Fast forward 12 years and I am currently working in the development field which consists of fundraising, events and donor relations at a hospital. I am happy to say I am getting closer to a feel-good profession. I have had to revisit this “career guilt” over and over again and what I came to realise (through therapy and lots of reflection) is that guilt I was feeling so strongly was actually my passion. So, there is something to be said about having a passion, because from my experience, it will haunt you until you listen and follow it. I have spent hours of my life being upset that my day job isn’t in the field I thought it would be. I have cried so many tears for all that I was NOT doing for wildlife, the causes I care about and the environment. I recently even reached out to an old professor that was a mentor to me during my undergraduate days and opened up to him about what I was feeling. I was thinking about going back to school and we chatted about that but he also brought up a point that actually wasn’t new to my ears.

He said:

YOU ARE DOING ENOUGH. YOU SHOULD BE PROUD OF THE PERSON YOU ARE BECAUSE YOU CARE SO MUCH. WHAT CAN YOU DO NOW INSTEAD OF FOCUSING ON WHAT YOU HAVEN’T DONE YET? GO OUT THERE AND BE THE BEST YOU CAN BE AT WHATEVER CAUSE YOU CARE ABOUT.

Simple words, right?

And I had heard it before from family, friends, and even employers. Maybe hearing it from another conservationist, an experienced and wise one at that, who knew the field helped hit it home? I don’t know, but it was what I needed to hear.

So, how do you follow your passion if you can’t break into the conservation field professionally? This is where wisdom, creativity and a little desperation come in to play. You get involved where ever and however you can.

Because of my current location, there are only so many conservation jobs that pay a living wage and over the years I have applied, staying hopeful that even with new skills that I may be of service to these organisations. Unfortunately, the job search continues. Because of my age and current life goals, I would like to buy a home and am currently studying and training to become wildlife a rehabber. I would love to create a home rehab clinic in the future. So again, I have taken jobs that are not the field of conservation but have helped me be in a more stable financial situation and are helping me reach other conservation goals. It has taken me a while to realise this is nothing to be ashamed of!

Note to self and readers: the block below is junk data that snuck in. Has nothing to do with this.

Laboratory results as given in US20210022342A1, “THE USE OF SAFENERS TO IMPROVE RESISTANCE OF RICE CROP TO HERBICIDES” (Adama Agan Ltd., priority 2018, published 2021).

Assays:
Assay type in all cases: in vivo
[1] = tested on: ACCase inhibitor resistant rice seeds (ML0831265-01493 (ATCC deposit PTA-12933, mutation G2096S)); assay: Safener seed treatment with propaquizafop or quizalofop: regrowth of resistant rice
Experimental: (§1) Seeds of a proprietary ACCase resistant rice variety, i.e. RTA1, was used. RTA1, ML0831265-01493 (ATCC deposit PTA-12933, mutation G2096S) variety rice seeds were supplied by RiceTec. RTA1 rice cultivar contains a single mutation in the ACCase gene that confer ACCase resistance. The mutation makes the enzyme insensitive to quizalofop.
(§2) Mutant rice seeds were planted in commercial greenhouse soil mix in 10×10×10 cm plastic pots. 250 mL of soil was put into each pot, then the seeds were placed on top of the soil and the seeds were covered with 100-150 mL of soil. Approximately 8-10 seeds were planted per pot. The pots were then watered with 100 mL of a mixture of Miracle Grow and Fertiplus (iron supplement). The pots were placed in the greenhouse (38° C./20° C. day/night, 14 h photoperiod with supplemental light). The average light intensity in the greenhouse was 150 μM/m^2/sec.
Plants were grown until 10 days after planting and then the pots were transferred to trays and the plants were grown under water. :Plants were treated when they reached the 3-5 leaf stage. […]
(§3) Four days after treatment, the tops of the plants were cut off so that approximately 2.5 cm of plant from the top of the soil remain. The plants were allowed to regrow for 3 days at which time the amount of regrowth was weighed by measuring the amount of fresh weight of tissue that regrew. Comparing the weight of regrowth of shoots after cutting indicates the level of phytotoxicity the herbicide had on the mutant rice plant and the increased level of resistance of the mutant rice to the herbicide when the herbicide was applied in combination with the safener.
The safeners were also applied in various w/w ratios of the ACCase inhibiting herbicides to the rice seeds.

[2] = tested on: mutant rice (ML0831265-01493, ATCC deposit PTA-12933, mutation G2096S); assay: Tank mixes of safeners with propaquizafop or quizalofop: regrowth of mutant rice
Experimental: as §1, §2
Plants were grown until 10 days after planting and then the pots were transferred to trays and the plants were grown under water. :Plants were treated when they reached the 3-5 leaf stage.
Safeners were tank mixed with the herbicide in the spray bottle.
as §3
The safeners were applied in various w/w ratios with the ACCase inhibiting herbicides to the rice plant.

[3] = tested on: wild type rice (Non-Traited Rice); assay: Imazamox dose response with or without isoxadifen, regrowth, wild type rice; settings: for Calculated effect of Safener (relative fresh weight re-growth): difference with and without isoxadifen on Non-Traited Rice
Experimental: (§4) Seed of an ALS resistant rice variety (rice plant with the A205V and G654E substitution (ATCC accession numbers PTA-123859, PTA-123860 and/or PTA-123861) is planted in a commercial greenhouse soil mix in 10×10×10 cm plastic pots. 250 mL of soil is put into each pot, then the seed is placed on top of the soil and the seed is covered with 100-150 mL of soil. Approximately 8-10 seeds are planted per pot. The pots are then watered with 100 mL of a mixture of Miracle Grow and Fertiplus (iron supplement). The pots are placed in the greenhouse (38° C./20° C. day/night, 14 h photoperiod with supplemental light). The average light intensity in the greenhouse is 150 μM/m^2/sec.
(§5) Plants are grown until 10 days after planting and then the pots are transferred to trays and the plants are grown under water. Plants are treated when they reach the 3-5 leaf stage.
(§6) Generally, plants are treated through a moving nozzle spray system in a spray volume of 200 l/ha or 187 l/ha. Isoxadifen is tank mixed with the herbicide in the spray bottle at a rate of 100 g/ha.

Is there a light at the end of the tunnel? As I mentioned above, I am currently involved in a number of volunteer opportunities including our local marine mammal stranding organisation; donating to causes I care deeply about; studying and learning how to care for and rehabilitate wildlife; attending wildlife conferences; helping with local scientific data collection and being conscious of my footprint on this planet. I even have hope that my current position will give me the necessary experience needed to land a job at a wildlife welfare non-profit someday. THAT would be the cherry on top of everything for me!

The Lonely Conservationist posted a slide recently from a presentation she attended that sums everything up perfectly

“Know your values, live them. Find your people. Give your best and don’t give up”.

I hope my story helps others who might be struggling, second guessing themselves, or just feeling like a failure because things didn’t go as planned. Just because we are not all dressed in khaki’s and a master of something, doesn’t make us less valuable to the cause. Regardless of whether I ever have an official career in conservation, I am still a conservationist and an environmentalist. These are not just job titles; they are personality traits and values. They embody who we are and its our job to share that with the world.

For more of Jillian, follow @jmaedrury on Instagram

Jessie Panazzolo

Posted by

Hi! I am the founder of Lonely Conservationists and I am a proud conservationist conservationist- someone who works to save those who are saving the world 🌍

Leave a Reply

This site uses Akismet to reduce spam. Learn how your comment data is processed.